Review: 'Public Enemies'
This retelling of Depression-era bank robber John Dillinger, played by Johnny Depp, falls hard for the antihero mythology.
Hollywood has made so many 1930s-era gangster movies that the only excuse for a new one is novelty. Why else endure yet again all those rat-a-tat shootouts? Nostalgia has its limits.Skip to next paragraph
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Michael Mann's "Public Enemies," starring Johnny Depp as John Dillinger, doesn't attempt to break new ground. It tills the old ground, albeit with new-style star power and Mann's signature cinematic flourishes. But Depp is unduly subdued and Mann's cape work is oversold.
Despite the famous bank robber's notoriety, only two "Dillinger" movies, one made in 1945 starring Lawrence Tierney, the other from 1973 with Warren Oates, have prominently featured him – and neither were wonderful. The hope was that Mann, known for squeezing every last drop of India ink out of his crime-world noirs ("Manhunter," "Heat," "Collateral"), would find a fresh way to either remythologize Dillinger or debunk his legend.
He's fallen hard for the mythology, skimping just about everything else that might bring Dillinger to life. You'd be hard-pressed to tell from this film, notwithstanding the occasional prettified hobo, that the country was mired in the Great Depression. Mann and coscreenwriters Ronan Bennett and Ann Biderman have limned – i.e., watered down – the Dillinger material from Bryan Burrough's 2004 nonfiction book "Public Enemies: America's Greatest Crime Wave and the Birth of the FBI, 1933-34." Their real touchstone is old Hollywood crime films.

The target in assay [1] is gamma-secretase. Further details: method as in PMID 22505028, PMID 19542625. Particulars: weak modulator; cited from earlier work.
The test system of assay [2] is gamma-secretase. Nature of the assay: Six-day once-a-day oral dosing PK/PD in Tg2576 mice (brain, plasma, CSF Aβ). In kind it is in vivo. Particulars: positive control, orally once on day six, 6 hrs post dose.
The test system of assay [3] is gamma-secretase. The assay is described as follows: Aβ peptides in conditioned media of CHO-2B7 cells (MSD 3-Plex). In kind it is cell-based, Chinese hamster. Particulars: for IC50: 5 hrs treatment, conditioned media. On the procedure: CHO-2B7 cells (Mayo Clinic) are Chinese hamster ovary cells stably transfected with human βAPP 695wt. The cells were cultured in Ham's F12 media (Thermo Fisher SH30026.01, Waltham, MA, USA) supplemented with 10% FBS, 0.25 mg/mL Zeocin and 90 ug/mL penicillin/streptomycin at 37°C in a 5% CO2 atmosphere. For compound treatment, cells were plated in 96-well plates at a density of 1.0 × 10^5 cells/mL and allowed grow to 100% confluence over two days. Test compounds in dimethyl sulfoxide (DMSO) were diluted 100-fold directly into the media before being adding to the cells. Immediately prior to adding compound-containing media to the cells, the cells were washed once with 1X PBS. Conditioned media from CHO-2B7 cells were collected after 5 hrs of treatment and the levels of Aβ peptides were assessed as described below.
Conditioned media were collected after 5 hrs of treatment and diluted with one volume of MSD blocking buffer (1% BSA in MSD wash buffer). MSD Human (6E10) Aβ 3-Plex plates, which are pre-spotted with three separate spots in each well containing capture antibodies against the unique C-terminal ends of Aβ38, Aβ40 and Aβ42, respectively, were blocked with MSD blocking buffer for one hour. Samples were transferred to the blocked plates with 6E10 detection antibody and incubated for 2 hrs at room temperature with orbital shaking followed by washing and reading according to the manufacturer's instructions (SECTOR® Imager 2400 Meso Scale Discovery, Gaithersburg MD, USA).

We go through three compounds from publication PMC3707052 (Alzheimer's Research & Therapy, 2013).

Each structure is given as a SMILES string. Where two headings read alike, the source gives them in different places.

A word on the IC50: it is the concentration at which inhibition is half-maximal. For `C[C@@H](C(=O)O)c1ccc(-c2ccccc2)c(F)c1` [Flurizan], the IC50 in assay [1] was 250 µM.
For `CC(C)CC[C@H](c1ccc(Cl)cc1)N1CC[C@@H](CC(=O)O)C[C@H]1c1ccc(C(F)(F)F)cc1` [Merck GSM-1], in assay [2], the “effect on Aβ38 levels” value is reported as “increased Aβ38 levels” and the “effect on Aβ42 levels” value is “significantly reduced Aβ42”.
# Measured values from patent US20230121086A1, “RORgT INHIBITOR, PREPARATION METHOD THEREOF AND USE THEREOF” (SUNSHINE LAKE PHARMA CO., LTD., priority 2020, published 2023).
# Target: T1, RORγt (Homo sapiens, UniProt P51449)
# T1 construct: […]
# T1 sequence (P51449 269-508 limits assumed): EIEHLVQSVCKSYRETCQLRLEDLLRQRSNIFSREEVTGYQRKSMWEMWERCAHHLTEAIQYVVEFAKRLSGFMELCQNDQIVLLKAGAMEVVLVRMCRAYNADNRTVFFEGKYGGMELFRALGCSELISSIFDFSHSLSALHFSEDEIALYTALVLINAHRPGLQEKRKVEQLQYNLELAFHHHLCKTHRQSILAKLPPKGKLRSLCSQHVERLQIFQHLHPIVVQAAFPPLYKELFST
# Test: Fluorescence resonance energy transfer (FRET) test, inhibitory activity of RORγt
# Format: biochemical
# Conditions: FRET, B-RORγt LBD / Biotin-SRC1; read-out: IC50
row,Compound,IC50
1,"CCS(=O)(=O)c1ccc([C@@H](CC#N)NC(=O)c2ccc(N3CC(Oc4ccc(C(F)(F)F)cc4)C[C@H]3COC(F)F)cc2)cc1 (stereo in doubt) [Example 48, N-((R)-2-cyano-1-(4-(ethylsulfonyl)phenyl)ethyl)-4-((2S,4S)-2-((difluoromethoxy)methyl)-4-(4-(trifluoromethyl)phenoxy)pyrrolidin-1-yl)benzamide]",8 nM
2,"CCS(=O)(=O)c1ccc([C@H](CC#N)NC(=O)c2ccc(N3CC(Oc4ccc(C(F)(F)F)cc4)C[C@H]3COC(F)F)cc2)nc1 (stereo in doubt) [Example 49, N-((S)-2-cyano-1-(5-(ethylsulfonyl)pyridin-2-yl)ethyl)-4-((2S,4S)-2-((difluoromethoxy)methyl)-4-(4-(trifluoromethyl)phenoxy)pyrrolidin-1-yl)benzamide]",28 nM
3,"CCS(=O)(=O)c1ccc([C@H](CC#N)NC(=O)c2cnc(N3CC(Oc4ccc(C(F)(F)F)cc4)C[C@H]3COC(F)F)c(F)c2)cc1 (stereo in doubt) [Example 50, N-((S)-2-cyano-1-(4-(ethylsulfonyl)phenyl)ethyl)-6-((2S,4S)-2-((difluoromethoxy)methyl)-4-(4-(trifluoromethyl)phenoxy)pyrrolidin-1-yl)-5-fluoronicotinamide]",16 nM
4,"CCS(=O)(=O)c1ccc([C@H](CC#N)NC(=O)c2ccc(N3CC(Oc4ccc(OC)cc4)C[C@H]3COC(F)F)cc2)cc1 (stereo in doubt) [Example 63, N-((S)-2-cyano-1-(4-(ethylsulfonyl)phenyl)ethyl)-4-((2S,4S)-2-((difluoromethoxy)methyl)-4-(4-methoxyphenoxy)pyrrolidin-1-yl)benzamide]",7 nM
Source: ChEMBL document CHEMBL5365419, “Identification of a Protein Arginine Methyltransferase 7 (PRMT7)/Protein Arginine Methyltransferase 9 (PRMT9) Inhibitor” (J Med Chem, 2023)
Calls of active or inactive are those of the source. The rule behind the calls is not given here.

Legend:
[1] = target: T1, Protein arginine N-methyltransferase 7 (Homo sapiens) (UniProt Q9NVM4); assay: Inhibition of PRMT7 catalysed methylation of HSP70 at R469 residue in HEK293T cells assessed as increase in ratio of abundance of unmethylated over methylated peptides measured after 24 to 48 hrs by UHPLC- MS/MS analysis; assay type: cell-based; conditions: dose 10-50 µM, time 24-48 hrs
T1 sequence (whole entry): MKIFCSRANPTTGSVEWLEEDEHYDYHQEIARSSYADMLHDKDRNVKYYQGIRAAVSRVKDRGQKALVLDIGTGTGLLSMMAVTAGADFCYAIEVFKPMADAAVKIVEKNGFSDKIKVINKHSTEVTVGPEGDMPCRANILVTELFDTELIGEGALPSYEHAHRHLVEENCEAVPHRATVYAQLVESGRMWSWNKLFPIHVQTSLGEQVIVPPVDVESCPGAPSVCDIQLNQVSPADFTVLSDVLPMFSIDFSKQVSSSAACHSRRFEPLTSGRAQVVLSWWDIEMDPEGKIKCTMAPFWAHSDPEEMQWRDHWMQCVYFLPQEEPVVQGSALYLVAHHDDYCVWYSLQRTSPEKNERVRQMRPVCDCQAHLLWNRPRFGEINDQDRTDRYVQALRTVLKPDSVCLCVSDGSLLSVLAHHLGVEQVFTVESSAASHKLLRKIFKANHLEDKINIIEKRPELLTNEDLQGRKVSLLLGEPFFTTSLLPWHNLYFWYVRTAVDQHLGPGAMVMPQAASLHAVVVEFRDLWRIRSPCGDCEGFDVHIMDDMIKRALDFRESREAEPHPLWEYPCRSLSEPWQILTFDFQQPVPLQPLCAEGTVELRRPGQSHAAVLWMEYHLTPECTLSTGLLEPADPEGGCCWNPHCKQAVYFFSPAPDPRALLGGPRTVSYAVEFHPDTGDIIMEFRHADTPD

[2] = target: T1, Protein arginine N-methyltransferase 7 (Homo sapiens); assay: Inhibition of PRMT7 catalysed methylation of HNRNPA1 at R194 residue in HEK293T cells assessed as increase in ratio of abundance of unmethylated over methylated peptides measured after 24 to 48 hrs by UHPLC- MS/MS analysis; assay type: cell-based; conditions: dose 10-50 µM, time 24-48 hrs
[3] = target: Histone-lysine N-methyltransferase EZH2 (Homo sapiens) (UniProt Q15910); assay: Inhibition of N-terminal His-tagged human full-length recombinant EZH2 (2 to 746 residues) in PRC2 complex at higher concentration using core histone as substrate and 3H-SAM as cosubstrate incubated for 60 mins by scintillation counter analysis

Mann's hero-worshipy treatment of Dillinger is undercut by the film's dreamtime existentialist aura. In reality, the working poor cheered Dillinger's bank raids but in "Public Enemies" the Depression is just a prop, and so Dillinger's populist hero status, what little we see of it, makes scant sense. (This is probably why we see so little of it.) Missing, as a result, is the knockabout tumult of a time when gangsters could ascend to the same stardom as the movie actors who played gangsters. Dillinger was, for a while, every bit as big as Jimmy Cagney. Mann pirouettes around the twin realities of the Depression and the star culture it engendered and offers instead a moody blues doominess. It's a vacuum filling a vacuum.